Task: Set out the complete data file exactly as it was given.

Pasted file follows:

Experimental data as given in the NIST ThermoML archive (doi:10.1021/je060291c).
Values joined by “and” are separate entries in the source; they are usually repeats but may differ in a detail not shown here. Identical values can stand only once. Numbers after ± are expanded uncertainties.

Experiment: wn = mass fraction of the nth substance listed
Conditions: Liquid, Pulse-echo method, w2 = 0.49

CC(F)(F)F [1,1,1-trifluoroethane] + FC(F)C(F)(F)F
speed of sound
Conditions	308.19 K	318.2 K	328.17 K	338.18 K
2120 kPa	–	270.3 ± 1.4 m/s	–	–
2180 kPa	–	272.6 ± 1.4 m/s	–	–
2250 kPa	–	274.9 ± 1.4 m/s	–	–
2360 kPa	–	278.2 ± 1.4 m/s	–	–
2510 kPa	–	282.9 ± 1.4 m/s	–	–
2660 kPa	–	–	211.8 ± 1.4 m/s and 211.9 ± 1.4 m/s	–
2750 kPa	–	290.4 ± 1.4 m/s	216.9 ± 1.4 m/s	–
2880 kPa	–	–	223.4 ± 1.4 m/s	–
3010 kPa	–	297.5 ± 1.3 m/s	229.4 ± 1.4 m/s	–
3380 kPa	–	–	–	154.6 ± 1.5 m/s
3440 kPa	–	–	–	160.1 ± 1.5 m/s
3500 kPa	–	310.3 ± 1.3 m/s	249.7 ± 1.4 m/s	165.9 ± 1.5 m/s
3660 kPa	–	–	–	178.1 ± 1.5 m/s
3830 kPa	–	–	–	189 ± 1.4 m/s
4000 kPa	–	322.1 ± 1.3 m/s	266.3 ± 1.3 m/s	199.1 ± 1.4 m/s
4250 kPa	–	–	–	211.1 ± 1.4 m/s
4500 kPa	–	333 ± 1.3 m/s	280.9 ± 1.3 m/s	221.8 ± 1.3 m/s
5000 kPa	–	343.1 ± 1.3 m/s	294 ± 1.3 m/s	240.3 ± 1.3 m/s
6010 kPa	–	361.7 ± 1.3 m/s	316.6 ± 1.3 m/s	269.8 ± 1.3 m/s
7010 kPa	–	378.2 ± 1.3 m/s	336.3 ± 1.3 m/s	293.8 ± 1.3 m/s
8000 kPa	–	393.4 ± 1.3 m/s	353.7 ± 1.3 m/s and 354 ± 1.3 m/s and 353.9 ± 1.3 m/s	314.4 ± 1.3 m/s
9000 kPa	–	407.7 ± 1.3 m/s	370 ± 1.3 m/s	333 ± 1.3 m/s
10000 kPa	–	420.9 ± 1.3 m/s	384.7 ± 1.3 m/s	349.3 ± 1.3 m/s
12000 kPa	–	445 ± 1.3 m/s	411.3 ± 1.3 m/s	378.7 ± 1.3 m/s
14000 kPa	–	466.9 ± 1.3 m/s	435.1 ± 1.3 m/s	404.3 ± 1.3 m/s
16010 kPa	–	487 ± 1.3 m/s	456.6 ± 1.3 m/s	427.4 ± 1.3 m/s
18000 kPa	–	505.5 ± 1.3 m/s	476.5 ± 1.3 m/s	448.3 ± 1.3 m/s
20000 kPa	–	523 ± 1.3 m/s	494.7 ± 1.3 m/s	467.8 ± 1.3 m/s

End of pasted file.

Experimental data as given in the NIST ThermoML archive (doi:10.1021/je060291c).
Values joined by “and” are separate entries in the source; they are usually repeats but may differ in a detail not shown here. Identical values can stand only once. Numbers after ± are expanded uncertainties.

Experiment: wn = mass fraction of the nth substance listed
Conditions: Liquid, Pulse-echo method, w2 = 0.49

CC(F)(F)F [1,1,1-trifluoroethane] + FC(F)C(F)(F)F
speed of sound
Conditions	308.19 K	318.2 K	328.17 K	338.18 K
2120 kPa	–	270.3 ± 1.4 m/s	–	–
2180 kPa	–	272.6 ± 1.4 m/s	–	–
2250 kPa	–	274.9 ± 1.4 m/s	–	–
2360 kPa	–	278.2 ± 1.4 m/s	–	–
2510 kPa	–	282.9 ± 1.4 m/s	–	–
2660 kPa	–	–	211.8 ± 1.4 m/s and 211.9 ± 1.4 m/s	–
2750 kPa	–	290.4 ± 1.4 m/s	216.9 ± 1.4 m/s	–
2880 kPa	–	–	223.4 ± 1.4 m/s	–
3010 kPa	–	297.5 ± 1.3 m/s	229.4 ± 1.4 m/s	–
3380 kPa	–	–	–	154.6 ± 1.5 m/s
3440 kPa	–	–	–	160.1 ± 1.5 m/s
3500 kPa	–	310.3 ± 1.3 m/s	249.7 ± 1.4 m/s	165.9 ± 1.5 m/s
3660 kPa	–	–	–	178.1 ± 1.5 m/s
3830 kPa	–	–	–	189 ± 1.4 m/s
4000 kPa	–	322.1 ± 1.3 m/s	266.3 ± 1.3 m/s	199.1 ± 1.4 m/s
4250 kPa	–	–	–	211.1 ± 1.4 m/s
4500 kPa	–	333 ± 1.3 m/s	280.9 ± 1.3 m/s	221.8 ± 1.3 m/s
5000 kPa	–	343.1 ± 1.3 m/s	294 ± 1.3 m/s	240.3 ± 1.3 m/s
6010 kPa	–	361.7 ± 1.3 m/s	316.6 ± 1.3 m/s	269.8 ± 1.3 m/s
7010 kPa	–	378.2 ± 1.3 m/s	336.3 ± 1.3 m/s	293.8 ± 1.3 m/s
8000 kPa	–	393.4 ± 1.3 m/s	353.7 ± 1.3 m/s and 354 ± 1.3 m/s and 353.9 ± 1.3 m/s	314.4 ± 1.3 m/s
9000 kPa	–	407.7 ± 1.3 m/s	370 ± 1.3 m/s	333 ± 1.3 m/s
10000 kPa	–	420.9 ± 1.3 m/s	384.7 ± 1.3 m/s	349.3 ± 1.3 m/s
12000 kPa	–	445 ± 1.3 m/s	411.3 ± 1.3 m/s	378.7 ± 1.3 m/s
14000 kPa	–	466.9 ± 1.3 m/s	435.1 ± 1.3 m/s	404.3 ± 1.3 m/s
16010 kPa	–	487 ± 1.3 m/s	456.6 ± 1.3 m/s	427.4 ± 1.3 m/s
18000 kPa	–	505.5 ± 1.3 m/s	476.5 ± 1.3 m/s	448.3 ± 1.3 m/s
20000 kPa	–	523 ± 1.3 m/s	494.7 ± 1.3 m/s	467.8 ± 1.3 m/s